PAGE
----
Optionally, a dielectric etch stop layer 37 may be placed between the via level dielectric 32 and line level dielectric 31. The dielectric etch stop layer may have a thickness ranging from about 5 nm to about 100 nm. The preferred materials for the dielectric etch stop are: polysiloxanes, polysilsesquioxanes, or any CVD deposited dielectric having a composition comprised of SivNwCxOyHz, where 0.05≦v≦0.8, 0≦w≦0.9, 0.05≦x≦0.8, 0≦y≦0.8, 0.05≦z≦0.8 for v+w+x+y+z=1. SivNwCxOyHz, where 0.05<v<0.8, 0<w<0.9, 0.05<x<0.8, 0<y<0.8, 0.05<z<0.8 for v+w+x+y+z=1, may also be the composition of the gate dielectric and line level dielectric.

The preferred materials for the conducting metal features are copper, gold, silver, aluminum and alloys thereof. The conducting metal features may have layers at the top surface that reduce electromigration including materials comprised of cobalt, tungsten, and phosphorous. The conducting metal features may have a moiety at the top surface that reduces the propensity for oxidation of the metal including: benzotriazoles, amines, amides, imides, thioesters, thioethers, ureas, urethanes, nitrites, isocyanates, thiols, sulfones, phosphines, phosphine oxides, phosphonimides, pyridines, imidazoles, imides, oxazoles, benzoxazoles, thiazoles, pyrazoles, triazoles, thiophenes, oxadiazoles, thiazines, thiazoles, quionoxalines, benzimidazoles, oxindoles, and indolines. The preferred materials for the lining metal containing barrier are tantalum, tantalum nitride, tungsten, titanium, titanium nitride, ruthernium, TiSiN, and combinations thereof.

Referring to FIG. 2, in the first embodiment, another example of an interconnect structure 40, comprised of multiple levels 1000 where each level may consist of a via level 1100 and line level 1200, is shown. The interconnect structure contains conducting metal features 33 that traverse through the structure and may have interfaces with a lining metal containing barrier 34. The conducting metal features 33 and lining metal containing barrier 34 are surrounded by dielectrics. The dielectrics in the line level 1200 include the line level dielectric 43 and an optional hardmask dielectric. The dielectrics in the via level 1100 include the via level dielectric 32 that are present under conducting metal lines, line level dielectric 43 which are present in regions not having metal lines atop the via level, and the ceramic diffusion barrier layer 36. Optionally, a dielectric etch stop layer 37 may be placed between the via level dielectric 42 and line level dielectric 43.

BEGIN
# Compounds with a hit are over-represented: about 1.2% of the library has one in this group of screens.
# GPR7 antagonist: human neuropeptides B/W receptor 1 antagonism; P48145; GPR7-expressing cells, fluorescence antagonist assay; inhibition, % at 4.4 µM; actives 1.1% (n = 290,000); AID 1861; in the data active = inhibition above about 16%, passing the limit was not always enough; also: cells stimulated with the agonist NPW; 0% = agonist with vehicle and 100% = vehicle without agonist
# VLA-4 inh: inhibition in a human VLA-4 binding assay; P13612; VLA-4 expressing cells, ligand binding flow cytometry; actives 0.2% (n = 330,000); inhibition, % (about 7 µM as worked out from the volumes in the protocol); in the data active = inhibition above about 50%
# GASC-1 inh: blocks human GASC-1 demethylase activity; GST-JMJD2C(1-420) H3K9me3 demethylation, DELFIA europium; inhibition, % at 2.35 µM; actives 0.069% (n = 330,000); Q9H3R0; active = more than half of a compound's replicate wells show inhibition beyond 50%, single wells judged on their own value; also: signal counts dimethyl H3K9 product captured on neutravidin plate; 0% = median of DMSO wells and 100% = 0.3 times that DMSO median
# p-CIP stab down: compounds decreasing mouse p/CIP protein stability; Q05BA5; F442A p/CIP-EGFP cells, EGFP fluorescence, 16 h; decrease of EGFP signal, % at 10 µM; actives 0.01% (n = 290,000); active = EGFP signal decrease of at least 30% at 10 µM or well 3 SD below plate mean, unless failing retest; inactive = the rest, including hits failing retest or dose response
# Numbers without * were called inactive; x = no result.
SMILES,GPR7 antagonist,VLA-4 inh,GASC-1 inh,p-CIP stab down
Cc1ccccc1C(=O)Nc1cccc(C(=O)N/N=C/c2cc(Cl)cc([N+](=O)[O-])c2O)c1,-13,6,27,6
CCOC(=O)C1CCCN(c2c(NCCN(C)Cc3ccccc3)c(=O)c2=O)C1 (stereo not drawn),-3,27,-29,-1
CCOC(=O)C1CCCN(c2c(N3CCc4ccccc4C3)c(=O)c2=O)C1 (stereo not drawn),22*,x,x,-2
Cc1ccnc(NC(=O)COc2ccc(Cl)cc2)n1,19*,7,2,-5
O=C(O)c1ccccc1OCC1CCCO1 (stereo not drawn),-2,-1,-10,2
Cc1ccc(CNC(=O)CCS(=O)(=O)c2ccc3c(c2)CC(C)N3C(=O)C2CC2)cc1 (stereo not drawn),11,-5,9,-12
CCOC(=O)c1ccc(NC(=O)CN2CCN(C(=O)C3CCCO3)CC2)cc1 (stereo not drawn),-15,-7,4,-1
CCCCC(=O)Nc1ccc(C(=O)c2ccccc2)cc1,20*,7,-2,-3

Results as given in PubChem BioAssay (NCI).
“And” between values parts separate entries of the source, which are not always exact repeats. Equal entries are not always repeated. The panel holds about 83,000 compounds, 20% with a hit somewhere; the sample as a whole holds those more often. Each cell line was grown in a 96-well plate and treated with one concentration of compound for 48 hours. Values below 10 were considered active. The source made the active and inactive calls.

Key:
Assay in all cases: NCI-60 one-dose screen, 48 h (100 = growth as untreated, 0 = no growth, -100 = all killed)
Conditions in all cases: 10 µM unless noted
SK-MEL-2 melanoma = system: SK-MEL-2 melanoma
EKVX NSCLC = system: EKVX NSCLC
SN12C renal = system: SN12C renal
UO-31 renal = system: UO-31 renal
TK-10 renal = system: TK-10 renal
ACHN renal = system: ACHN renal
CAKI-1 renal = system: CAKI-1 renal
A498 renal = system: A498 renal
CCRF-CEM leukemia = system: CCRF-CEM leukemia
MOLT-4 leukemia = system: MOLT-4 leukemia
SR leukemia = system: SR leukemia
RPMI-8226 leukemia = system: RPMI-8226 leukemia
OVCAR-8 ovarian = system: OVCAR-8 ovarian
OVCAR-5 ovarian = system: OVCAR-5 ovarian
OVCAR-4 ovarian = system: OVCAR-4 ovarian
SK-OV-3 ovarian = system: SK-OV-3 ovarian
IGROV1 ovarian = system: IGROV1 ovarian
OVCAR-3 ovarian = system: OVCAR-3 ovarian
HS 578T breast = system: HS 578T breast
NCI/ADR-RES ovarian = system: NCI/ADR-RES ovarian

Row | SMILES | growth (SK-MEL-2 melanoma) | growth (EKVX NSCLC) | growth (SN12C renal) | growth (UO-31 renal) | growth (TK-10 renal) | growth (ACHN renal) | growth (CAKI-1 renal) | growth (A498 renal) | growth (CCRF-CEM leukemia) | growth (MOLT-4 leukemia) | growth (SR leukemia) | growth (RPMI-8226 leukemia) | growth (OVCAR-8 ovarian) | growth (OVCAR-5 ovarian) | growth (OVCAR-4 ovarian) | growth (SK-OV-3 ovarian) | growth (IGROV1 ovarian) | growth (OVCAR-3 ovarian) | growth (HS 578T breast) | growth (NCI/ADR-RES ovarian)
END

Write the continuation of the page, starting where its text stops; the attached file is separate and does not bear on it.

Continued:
Referring to FIG. 3, the general process flow for the production of ceramic diffusion barrier layers is shown. In step 1, a solution is prepared including the polymeric preceramic precursor using any solvent commonly used for coating purposes including, but not limited to: propylene glycol methyl ether acetate (PGMEA), propylene glycol methyl ether (PGME), toluene, xylenes, anisole, mesitylene, butyrolactone, ketones, cyclohexanone, hexanones, ethyl lactate and heptanones.

An optional antistriation agent may be codissolved in the solution containing the polymeric preceramic precursor to produce films of high uniformity. The amount of antistriation agent may be less than about 1% of the solution containing the polymeric preceramic precursor.

An optional adhesion promoter may also be codissolved in the solution containing the polymeric preceramic precursor and may segregate to film interfaces during application of the polymeric preceramic precursor. The adhesion promoter may comprise of less than about 2% of the solution containing the polymeric preceramic precursor.